"Scott's rise in popularity has been fostered through intense relationship-building with a crazed fan base over a series of years, the direct result of one-of-a-kind live shows and well-received singles." —"Mike Dean Explains Why Travis Scott’s Music Has Seen a Rise in Popularity"
In a genre built upon realness and authenticity, hip-hop brands are cultivated around identities and lifestyles. It's a simple marketing concept, one that allows fans to buy into a person who represents something easily relatable and romanticized. Kanye couldn’t enter into hip-hop as a deity named Yeezus; it’s far easier for people to attach themselves to a down-to-earth college dropout than a narcissistic god. Stoners love Curren$y and Wiz Khalifa because they’re fellow stoners, the coolest versions of Cheech and Chong or Harold and Kumar. You don’t have to be a hustler to admire JAY-Z, or survive a maad city as a good kid to see something relatable in Kendrick Lamar; what matters is being able to recognize, respect, and feel connected to the image they sell.
For the last few years, I’ve wondered what exactly it was about Travis Scott that people were buying into. What was Travis Scott's brand? He hails from Houston, but other than grandiose grills he didn’t carry many of Houston, Texas' common cultural identifiers. Sonically, his music doesn’t have a sole regional source; it's sprinkled with influences that were thrown into an artistic blender. He carried the aura of a misfit rebel archetype, but that didn’t resonate as the reason for such a strong gravitational pull drawing in hordes of fans and admirers.
Travis arrived into hip-hop’s mainstream consciousness as Kanye’s protégé, a hybrid rapper/producer who dabbled in the arts of Auto-Tune with an affinity for melodies. He didn’t have the lyrical prowess of a Cyhi the Prynce, his loner persona defined him but not like the magnetizing outcast Kid Cudi, and he didn't exude the natural cool of Big Sean. There was a pompous arrogance about him that made it difficult to see him as easily likable. In fact, even making headlines on numerous occasions for being an asshole hasn't stopped people from expressing undying love for the young artist.
Travis has found a voice and sound that can best be described as his own, even if it's a melting pot of sounds from elsewhere, and he has the creative foresight to surround himself with co-producers and artists in order to bring big records to life. But listening to his music, I just couldn't understand why so many people were so passionate about him. Travis is one of the leading artists in rap’s trap era, and after listening and listening I still couldn't understand what the hype was all about.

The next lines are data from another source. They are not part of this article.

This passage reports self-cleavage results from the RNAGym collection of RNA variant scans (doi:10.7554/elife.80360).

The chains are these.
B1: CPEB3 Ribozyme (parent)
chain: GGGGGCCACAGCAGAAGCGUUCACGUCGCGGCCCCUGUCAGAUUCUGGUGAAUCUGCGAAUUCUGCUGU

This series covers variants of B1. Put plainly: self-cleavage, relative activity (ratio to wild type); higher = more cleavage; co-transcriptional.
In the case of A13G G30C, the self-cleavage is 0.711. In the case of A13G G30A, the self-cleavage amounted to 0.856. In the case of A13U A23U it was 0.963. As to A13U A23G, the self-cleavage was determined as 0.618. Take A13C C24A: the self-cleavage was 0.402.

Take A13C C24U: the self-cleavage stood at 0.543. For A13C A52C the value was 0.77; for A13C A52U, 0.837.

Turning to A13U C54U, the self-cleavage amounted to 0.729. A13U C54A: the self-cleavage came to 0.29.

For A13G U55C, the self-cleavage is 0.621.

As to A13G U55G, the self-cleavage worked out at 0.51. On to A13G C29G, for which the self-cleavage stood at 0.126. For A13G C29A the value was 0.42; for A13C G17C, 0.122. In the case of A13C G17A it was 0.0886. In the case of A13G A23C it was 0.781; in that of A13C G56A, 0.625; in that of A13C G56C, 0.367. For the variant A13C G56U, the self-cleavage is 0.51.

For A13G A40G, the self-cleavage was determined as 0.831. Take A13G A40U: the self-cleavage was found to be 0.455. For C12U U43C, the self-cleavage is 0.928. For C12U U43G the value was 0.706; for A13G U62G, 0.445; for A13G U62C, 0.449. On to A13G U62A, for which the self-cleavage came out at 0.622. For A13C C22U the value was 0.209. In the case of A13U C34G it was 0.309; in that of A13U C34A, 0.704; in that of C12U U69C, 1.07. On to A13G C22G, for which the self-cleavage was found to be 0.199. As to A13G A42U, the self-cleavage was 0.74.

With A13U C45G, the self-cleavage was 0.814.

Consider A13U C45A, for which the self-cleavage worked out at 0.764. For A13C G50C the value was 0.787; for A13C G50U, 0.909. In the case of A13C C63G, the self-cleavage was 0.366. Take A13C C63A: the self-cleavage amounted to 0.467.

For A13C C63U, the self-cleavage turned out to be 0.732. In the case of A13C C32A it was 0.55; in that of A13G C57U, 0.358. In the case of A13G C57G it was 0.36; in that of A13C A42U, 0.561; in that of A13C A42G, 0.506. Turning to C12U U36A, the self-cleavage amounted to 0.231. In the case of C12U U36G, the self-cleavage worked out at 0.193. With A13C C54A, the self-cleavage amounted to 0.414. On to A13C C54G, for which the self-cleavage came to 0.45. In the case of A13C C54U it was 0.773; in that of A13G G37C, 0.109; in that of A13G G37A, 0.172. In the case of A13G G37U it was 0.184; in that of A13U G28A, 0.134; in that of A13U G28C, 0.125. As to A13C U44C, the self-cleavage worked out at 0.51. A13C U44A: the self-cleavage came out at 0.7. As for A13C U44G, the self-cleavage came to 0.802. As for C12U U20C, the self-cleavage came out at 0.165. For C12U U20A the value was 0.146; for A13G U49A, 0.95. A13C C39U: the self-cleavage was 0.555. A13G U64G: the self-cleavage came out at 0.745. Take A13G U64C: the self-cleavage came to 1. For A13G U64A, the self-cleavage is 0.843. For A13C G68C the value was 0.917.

A while back, during a casual conversation with a friend, it hit me: I've never been to a Travis Scott show.
My friend put it simply: Travis Scott isn’t a rapper selling a particular lifestyle, but a rapper selling an experience through his concerts. Since the beginning of his rise, Travis’ name has been synonymous with outrageous live performances. I can recall the headline of Frazier Tharpe’s 2015 show review on Complex: "I Tried Not to Die at Travi$ Scott and Young Thug's Show Last Night." It may look like exaggerated hype, but it's eye-catching—as a reader you want to know exactly why this particular concert came with the potential fear of death.
In May 2017, Lawrence Neil penned an excellent review of Travis' Cleveland show during the Bird's Eye View Tour, writing that the show wasn't musically exceptional. You don’t leave a Travis show hoping to find ripped audio of the performance for safekeeping, it’s not that kind of party. Lawrence saw the bigger picture, though. He saw what makes a Travis show the epicenter of his artistry and brand, and why supporters continue to arrive in droves to see him night after night:
"The real art is the atmosphere he creates during the performance. You’re there for the ear-ringing, unbridled, moshpit-inducing chaos facilitated by Scott. His music primes a listener, but his performance itself stands as an independent entity, an experiential upshift into an activated energetic state that an tantalize thousands." ―"Rapper Travis Scott Rages During Hypnotizing Performance at Jacobs Pavilion at Nautica"